From Australia comes the news that alpacas (along with other relatives of the camel) make two types of antibodies, the usual kind and a kind called nanobodies, which aren’t (or so they claim) escapees from a trashy science fiction series but an, um, you know, alternative antibody by a different name.

Okay, it’s a single-domain antibody, which makes it sounds like the expensive version of a plain old antibody but is actually an antibody fragment. They can be easier to mass produce. Or so says WikiWhatsia. I don’t know a thing about this myself and we can only hope WikiWhatsia wasn’t deep in one of its occasional bouts of madness when it told me that.

The reason I mention this is that researchers are trying to convince an alpaca to produce a nanobody that attacks Covid-19, then test it (the nanobody not the alpaca) to see if it’s safe and effective enough to turn into a vaccine. 

Don’t be in any hurry for this to happen, but don’t rule it out either. 

My thanks to Doug Jacquier for putting me onto this. I now know that not only do alpacas spit, they make nanobodies in their spare time.

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Thursday’s papers brought more news on why scientists are worried about the Russian vaccine:

Once upon a time, in the long-ago year of 1977 (is anyone other than me old enough to think that’s recent?), a virologist named Scott Halstead was studying dengue fever and he discovered that if you caught dengue fever once and it left with antibodies, the antibodies not only wouldn’t protect you from a second bout, they’d help you get sicker. 

Thank you, antibodies.

That’s called antibody-dependent enhancement, or ADE, and one worry about the Russian vaccine is that Covid might behave like dengue fever. Why shouldn’t it? It’s outsmarted us at every other turn. 

ADE’s one of the things researchers look for in phase III trials of a vaccine–the phase the Russian vaccine skipped over. 

Danny Altmann, a professor of immunology, said the work behind the Russian vaccine has been opaque.

“I don’t think the Russian researchers have done anything wrong, but I think they’ve jumped the gun. If we’re talking about safety, then you have to be looking at issues like ADE, which was a concern that scuppered some efforts to develop a Sars vaccine, where it exacerbated an asthma-like response in the lungs.”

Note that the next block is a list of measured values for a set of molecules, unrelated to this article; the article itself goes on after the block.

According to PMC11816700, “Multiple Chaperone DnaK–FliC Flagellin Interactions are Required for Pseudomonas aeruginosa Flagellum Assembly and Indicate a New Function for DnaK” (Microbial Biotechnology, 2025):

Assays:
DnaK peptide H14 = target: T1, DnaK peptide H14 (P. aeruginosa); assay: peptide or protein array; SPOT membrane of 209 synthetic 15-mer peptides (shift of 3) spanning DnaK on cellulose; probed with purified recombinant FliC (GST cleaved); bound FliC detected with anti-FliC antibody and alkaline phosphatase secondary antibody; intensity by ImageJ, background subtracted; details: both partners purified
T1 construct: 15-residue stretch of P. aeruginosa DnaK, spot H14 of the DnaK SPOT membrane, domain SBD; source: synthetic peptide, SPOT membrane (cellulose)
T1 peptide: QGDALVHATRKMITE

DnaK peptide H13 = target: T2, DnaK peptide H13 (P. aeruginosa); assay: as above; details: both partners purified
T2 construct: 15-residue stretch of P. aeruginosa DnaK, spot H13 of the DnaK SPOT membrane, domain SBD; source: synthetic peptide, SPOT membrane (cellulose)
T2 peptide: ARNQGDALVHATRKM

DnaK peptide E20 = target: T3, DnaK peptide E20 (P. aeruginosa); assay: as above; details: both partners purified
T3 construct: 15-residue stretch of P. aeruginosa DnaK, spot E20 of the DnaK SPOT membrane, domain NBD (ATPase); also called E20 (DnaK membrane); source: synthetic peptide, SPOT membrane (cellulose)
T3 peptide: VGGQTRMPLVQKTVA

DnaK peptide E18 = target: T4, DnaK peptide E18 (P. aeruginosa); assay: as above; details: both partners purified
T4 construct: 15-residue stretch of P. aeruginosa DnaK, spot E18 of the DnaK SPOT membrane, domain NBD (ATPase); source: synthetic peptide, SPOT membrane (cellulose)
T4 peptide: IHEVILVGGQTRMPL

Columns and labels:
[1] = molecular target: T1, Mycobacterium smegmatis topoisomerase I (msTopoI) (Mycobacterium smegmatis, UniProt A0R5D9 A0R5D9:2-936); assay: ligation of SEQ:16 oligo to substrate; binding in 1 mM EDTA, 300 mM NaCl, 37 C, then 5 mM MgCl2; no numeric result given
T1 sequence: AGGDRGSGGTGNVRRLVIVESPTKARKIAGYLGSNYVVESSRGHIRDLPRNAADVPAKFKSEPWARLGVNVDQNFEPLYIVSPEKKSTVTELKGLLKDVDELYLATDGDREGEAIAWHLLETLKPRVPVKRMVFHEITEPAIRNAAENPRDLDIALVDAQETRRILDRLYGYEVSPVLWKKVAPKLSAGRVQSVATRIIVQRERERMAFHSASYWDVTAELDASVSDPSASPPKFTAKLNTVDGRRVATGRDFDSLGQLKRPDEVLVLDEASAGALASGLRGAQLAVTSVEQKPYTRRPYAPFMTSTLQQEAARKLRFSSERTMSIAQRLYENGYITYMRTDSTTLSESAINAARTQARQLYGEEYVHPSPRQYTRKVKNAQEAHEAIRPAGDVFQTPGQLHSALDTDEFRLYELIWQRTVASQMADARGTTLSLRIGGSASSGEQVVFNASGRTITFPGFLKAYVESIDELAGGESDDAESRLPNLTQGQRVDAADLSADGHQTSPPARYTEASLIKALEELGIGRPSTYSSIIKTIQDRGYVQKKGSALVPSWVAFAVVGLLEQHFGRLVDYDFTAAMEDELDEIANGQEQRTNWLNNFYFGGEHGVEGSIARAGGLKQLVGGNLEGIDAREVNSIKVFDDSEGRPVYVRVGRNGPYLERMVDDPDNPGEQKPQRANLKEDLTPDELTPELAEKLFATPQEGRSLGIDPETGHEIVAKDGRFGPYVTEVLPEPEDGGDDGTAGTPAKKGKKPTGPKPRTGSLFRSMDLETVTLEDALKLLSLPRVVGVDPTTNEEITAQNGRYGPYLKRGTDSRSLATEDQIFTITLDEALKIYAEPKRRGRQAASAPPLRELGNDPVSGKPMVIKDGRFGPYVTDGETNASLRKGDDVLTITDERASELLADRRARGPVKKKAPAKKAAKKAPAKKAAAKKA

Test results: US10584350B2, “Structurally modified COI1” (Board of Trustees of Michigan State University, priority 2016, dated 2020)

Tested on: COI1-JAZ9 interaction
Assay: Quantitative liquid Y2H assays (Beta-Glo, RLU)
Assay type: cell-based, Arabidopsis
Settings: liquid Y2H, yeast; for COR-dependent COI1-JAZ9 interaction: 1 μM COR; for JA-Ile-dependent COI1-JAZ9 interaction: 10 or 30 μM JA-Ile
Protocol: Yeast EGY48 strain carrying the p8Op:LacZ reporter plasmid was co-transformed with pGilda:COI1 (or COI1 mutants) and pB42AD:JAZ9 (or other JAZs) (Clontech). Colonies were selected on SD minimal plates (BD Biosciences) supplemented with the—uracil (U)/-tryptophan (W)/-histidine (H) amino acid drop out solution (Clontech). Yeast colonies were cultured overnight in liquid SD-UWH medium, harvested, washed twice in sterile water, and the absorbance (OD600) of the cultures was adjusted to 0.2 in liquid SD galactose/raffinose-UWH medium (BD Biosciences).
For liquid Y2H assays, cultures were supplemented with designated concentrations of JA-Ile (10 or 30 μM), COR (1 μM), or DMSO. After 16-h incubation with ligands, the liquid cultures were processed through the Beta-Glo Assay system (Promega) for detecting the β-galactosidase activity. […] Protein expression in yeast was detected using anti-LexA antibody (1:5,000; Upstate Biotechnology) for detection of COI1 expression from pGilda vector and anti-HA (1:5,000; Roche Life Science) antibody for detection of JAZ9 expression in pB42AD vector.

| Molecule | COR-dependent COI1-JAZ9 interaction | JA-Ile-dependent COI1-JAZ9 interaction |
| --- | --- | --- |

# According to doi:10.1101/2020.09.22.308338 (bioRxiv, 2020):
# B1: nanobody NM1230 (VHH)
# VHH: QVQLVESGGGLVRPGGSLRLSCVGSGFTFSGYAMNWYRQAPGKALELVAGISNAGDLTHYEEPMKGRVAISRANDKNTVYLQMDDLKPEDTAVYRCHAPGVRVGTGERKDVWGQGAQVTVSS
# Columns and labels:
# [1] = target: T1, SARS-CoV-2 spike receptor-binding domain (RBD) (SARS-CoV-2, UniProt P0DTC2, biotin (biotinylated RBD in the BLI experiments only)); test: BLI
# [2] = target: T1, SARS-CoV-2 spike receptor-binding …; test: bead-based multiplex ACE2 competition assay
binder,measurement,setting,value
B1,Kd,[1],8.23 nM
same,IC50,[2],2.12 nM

Ideally, he said, scientists would be able to compare all the vaccine candidates being worked on around the world, using the same criteria, and find the best vaccine, not the first.

“No two of these candidates is going to be alike in terms of safety, how effective they are or how cheap they are to produce. . . . There have been too many debacles in this pandemic. This is not another occasion to blunder in. You want to line up the candidates side by side.”

*

England has quietly subtracted 1.3 million from the number of Covid tests it claims to have carried out.

Or–wait–not carried out. Made available. 

What does made available mean? Less than it sounds like it means, but don’t worry about it. They’re discontinuing the category anyway.

Are we clear about everything now?

*

New countries have been added to Britain’s Oops List. That’s the list of countries we were told, with lots of celebration, that it was safe to travel to. Then some of us traveled to them and they turned out not to be safe after all because, oops, the rate at which the pandemic spreads isn’t static, it spikes and forms second and (if it gets a chance) third waves. So the people who traveled to those countries will come home to a 14-day quarantine that they didn’t count on.

A spike of Covid cases in France saw it become an Oops Country and anyone coming to Britain from France now has to quarantine for 14 days unless they touched their feet on British soil before4 a.m. on Saturday, August 15. 

It strikes me as counterproductive, if you’re genuinely worried about people importing the virus, to give them a few days to rush home so they can beat the quarantine. If the germ’s circulating where they’ve been, it’s circulating. Germs don’t own calendars and don’t care what day it is. 

Isn’t it lucky I’m not in charge here?

Headlines reported a rush of people trying to beat the deadline. Sort of like Cinderella running from the palace with the clock madly striking midnight. 

Larry the Cat (@Nnumber10cat) reported on Twitter that Grant Shapps, the transport secretary (who unlike Larry claims to be human), thinks that 4 a.m. Saturday falls on Sunday, and reproduced Shapps’ tweet to prove it.

Shapps did not introduce the Cinderella image and neither did Larry, but has anyone ever wondered why her dress turned to rags but her shoe continued to be its fine and fancy self? Not to mention how she got her foot into a rigid crystal shoe and how she danced in it?

*

Someone in New Zealand went on Trade Me, “The news of Level 2 lockdown came as shock to me. During my unnecessary panic, I decided to get a test. After testing negative, I figured I’d share my gift of Covid free air with the world.

“Enjoy this free range, gluten free bag of air from the lungs of a 100% New Zealand made boy lol.”

The top bid when I checked, on Saturday night, August 15, was $80,200 NZ. Whether the seller will ever collect that is beyond me. 

Surely not.